23 Once we are able to accurately identify individual Constant Callers we can then decide which Contact Model we would like to implement. The 5 Contact models are: Constant Callers Do Not Exist Dont Do Anything No Engagement Agency Dictated Contact Policy No Therapy - No Contact Note From the Therapist Lets Talk About Your Calls and Make a Plan We have rules and information. What do we do with them?

24 Constant Callers Do Not Exist Based on the principle that helping agencies exist to help any and all inquirers it denies Constant Callers do exist. We may feel we are serving them appropriately by allowing unlimited access we may, in fact, be doing them a disservice Leads to game playing by Callers and staff

25 Dont Do Anything Admits there are such Callers but doesnt address the issue Has the potential for the workers to interact with the Callers in any manner the see fit Leads to inconsistent re-enforcement This inconsistency leads to game playing and worker frustration

26 No Engagement Model Means that once a Constant Caller is identified as such we don't engage them anymore. This is the simplest Model to put in action Risk that a non-Constant Caller may be identified as a Constant. Can lead to game playing and acting out No investment in plan by Caller means little or no compliance

27 Agency Dictated Contact Policy Means the agency establishes guidelines for interacting with the Caller. It is decision by the agency administration with input from the staff (usually) and no input from the Caller. The Caller may see this action as something being done to them. Making contact policy without the Callers involvement might make them angry and they may act that anger out against the line.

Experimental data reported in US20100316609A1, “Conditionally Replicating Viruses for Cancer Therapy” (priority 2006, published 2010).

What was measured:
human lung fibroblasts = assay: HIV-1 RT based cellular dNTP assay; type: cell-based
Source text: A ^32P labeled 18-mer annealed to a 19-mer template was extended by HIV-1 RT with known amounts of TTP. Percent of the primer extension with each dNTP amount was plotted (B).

28 Means no agency contact with the Caller until they engage a more appropriate outlet for dealing with their issue. Repeated contacts can interfere with their reaching out to a more appropriate resource to resolve their situation. While not being able to contact the hotline may induce some Constant Callers to get the longer-term assistance they need others will refuse. No Therapy – No Contact Refusal sends us back to square 1.

29 A variation of the No Therapy – No Contact Model addresses the Caller who is already getting help. Caller arranges for their provider to contact you to discuss the Callers calls and develop a contact plan Often the therapist will request the agency not allow the Caller call Therapist is apprised of issues they may not be aware of Confidentiality issues How about the Note From the Therapist?

30 Can we talk about Lets Talk About Your Calls This Model makes the Caller a participant in the establishment of policy. Many Constant Callers will partake in the process and, in fact, comply. Recognizes, delineates, and balances the Callers and the agencys needs Recognizes the Caller may need help at some time The Caller feels they are part of the policy making process Models the behaviors of honesty and candor Re-enforces the concept contact is a privilege.